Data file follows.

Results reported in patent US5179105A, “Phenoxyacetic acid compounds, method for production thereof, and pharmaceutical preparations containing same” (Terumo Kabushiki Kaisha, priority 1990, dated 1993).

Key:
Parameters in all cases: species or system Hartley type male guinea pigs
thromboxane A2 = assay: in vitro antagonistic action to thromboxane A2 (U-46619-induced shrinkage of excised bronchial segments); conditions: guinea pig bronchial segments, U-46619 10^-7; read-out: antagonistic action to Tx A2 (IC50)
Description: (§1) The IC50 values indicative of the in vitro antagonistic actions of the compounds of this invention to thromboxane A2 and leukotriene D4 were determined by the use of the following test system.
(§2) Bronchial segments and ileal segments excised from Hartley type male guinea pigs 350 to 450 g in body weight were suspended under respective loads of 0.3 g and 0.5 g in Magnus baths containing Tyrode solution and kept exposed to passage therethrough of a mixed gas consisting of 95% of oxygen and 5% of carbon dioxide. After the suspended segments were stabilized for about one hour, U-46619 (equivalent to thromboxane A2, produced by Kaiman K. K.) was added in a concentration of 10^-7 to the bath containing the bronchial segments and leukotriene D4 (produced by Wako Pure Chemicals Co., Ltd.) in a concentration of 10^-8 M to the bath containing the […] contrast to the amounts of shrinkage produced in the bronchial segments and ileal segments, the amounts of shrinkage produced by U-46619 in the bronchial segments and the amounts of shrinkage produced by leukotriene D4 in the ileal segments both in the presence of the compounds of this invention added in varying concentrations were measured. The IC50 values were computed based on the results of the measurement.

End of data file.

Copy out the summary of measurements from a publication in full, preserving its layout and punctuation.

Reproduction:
Results reported in patent US5179105A, “Phenoxyacetic acid compounds, method for production thereof, and pharmaceutical preparations containing same” (Terumo Kabushiki Kaisha, priority 1990, dated 1993).

Key:
Parameters in all cases: species or system Hartley type male guinea pigs
thromboxane A2 = assay: in vitro antagonistic action to thromboxane A2 (U-46619-induced shrinkage of excised bronchial segments); conditions: guinea pig bronchial segments, U-46619 10^-7; read-out: antagonistic action to Tx A2 (IC50)
Description: (§1) The IC50 values indicative of the in vitro antagonistic actions of the compounds of this invention to thromboxane A2 and leukotriene D4 were determined by the use of the following test system.
(§2) Bronchial segments and ileal segments excised from Hartley type male guinea pigs 350 to 450 g in body weight were suspended under respective loads of 0.3 g and 0.5 g in Magnus baths containing Tyrode solution and kept exposed to passage therethrough of a mixed gas consisting of 95% of oxygen and 5% of carbon dioxide. After the suspended segments were stabilized for about one hour, U-46619 (equivalent to thromboxane A2, produced by Kaiman K. K.) was added in a concentration of 10^-7 to the bath containing the bronchial segments and leukotriene D4 (produced by Wako Pure Chemicals Co., Ltd.) in a concentration of 10^-8 M to the bath containing the […] contrast to the amounts of shrinkage produced in the bronchial segments and ileal segments, the amounts of shrinkage produced by U-46619 in the bronchial segments and the amounts of shrinkage produced by leukotriene D4 in the ileal segments both in the presence of the compounds of this invention added in varying concentrations were measured. The IC50 values were computed based on the results of the measurement.